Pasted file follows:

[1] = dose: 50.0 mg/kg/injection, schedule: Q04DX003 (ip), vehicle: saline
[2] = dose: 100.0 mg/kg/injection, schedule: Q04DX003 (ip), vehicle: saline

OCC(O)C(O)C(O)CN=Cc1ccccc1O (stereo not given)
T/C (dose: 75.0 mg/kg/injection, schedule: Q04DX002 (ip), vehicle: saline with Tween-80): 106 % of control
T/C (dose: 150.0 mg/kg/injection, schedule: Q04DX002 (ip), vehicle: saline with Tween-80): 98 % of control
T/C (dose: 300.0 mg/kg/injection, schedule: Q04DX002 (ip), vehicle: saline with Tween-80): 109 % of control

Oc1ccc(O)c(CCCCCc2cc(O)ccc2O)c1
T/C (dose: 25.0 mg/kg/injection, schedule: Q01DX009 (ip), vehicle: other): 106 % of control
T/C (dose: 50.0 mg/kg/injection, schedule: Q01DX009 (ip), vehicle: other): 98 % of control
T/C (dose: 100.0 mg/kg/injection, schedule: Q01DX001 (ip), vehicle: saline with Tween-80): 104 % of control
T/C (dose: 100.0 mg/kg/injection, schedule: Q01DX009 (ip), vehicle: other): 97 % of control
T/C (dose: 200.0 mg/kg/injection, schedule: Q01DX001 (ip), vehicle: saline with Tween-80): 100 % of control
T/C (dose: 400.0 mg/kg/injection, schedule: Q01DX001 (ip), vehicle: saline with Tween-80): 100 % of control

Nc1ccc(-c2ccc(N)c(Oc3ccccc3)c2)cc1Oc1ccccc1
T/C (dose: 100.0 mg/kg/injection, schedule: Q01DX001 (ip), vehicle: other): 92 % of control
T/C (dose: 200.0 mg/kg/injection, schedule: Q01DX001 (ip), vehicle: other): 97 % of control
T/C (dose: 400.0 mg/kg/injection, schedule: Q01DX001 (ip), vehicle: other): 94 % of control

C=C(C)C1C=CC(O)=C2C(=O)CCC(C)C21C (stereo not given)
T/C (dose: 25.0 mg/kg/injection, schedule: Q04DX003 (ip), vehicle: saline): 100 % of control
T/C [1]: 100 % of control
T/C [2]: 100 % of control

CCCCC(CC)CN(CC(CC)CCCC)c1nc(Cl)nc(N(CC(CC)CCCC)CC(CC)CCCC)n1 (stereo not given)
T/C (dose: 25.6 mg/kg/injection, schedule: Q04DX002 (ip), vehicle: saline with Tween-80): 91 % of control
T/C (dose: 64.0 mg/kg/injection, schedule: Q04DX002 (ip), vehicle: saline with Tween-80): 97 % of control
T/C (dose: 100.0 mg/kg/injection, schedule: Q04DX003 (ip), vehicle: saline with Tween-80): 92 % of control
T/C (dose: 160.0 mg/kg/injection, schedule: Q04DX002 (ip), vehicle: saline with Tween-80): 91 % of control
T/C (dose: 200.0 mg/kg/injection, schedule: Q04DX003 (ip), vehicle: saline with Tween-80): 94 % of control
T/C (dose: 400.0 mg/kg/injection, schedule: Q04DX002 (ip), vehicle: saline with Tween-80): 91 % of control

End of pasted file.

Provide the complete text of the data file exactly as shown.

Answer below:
[1] = dose: 50.0 mg/kg/injection, schedule: Q04DX003 (ip), vehicle: saline
[2] = dose: 100.0 mg/kg/injection, schedule: Q04DX003 (ip), vehicle: saline

OCC(O)C(O)C(O)CN=Cc1ccccc1O (stereo not given)
T/C (dose: 75.0 mg/kg/injection, schedule: Q04DX002 (ip), vehicle: saline with Tween-80): 106 % of control
T/C (dose: 150.0 mg/kg/injection, schedule: Q04DX002 (ip), vehicle: saline with Tween-80): 98 % of control
T/C (dose: 300.0 mg/kg/injection, schedule: Q04DX002 (ip), vehicle: saline with Tween-80): 109 % of control

Oc1ccc(O)c(CCCCCc2cc(O)ccc2O)c1
T/C (dose: 25.0 mg/kg/injection, schedule: Q01DX009 (ip), vehicle: other): 106 % of control
T/C (dose: 50.0 mg/kg/injection, schedule: Q01DX009 (ip), vehicle: other): 98 % of control
T/C (dose: 100.0 mg/kg/injection, schedule: Q01DX001 (ip), vehicle: saline with Tween-80): 104 % of control
T/C (dose: 100.0 mg/kg/injection, schedule: Q01DX009 (ip), vehicle: other): 97 % of control
T/C (dose: 200.0 mg/kg/injection, schedule: Q01DX001 (ip), vehicle: saline with Tween-80): 100 % of control
T/C (dose: 400.0 mg/kg/injection, schedule: Q01DX001 (ip), vehicle: saline with Tween-80): 100 % of control

Nc1ccc(-c2ccc(N)c(Oc3ccccc3)c2)cc1Oc1ccccc1
T/C (dose: 100.0 mg/kg/injection, schedule: Q01DX001 (ip), vehicle: other): 92 % of control
T/C (dose: 200.0 mg/kg/injection, schedule: Q01DX001 (ip), vehicle: other): 97 % of control
T/C (dose: 400.0 mg/kg/injection, schedule: Q01DX001 (ip), vehicle: other): 94 % of control

C=C(C)C1C=CC(O)=C2C(=O)CCC(C)C21C (stereo not given)
T/C (dose: 25.0 mg/kg/injection, schedule: Q04DX003 (ip), vehicle: saline): 100 % of control
T/C [1]: 100 % of control
T/C [2]: 100 % of control

CCCCC(CC)CN(CC(CC)CCCC)c1nc(Cl)nc(N(CC(CC)CCCC)CC(CC)CCCC)n1 (stereo not given)
T/C (dose: 25.6 mg/kg/injection, schedule: Q04DX002 (ip), vehicle: saline with Tween-80): 91 % of control
T/C (dose: 64.0 mg/kg/injection, schedule: Q04DX002 (ip), vehicle: saline with Tween-80): 97 % of control
T/C (dose: 100.0 mg/kg/injection, schedule: Q04DX003 (ip), vehicle: saline with Tween-80): 92 % of control
T/C (dose: 160.0 mg/kg/injection, schedule: Q04DX002 (ip), vehicle: saline with Tween-80): 91 % of control
T/C (dose: 200.0 mg/kg/injection, schedule: Q04DX003 (ip), vehicle: saline with Tween-80): 94 % of control
T/C (dose: 400.0 mg/kg/injection, schedule: Q04DX002 (ip), vehicle: saline with Tween-80): 91 % of control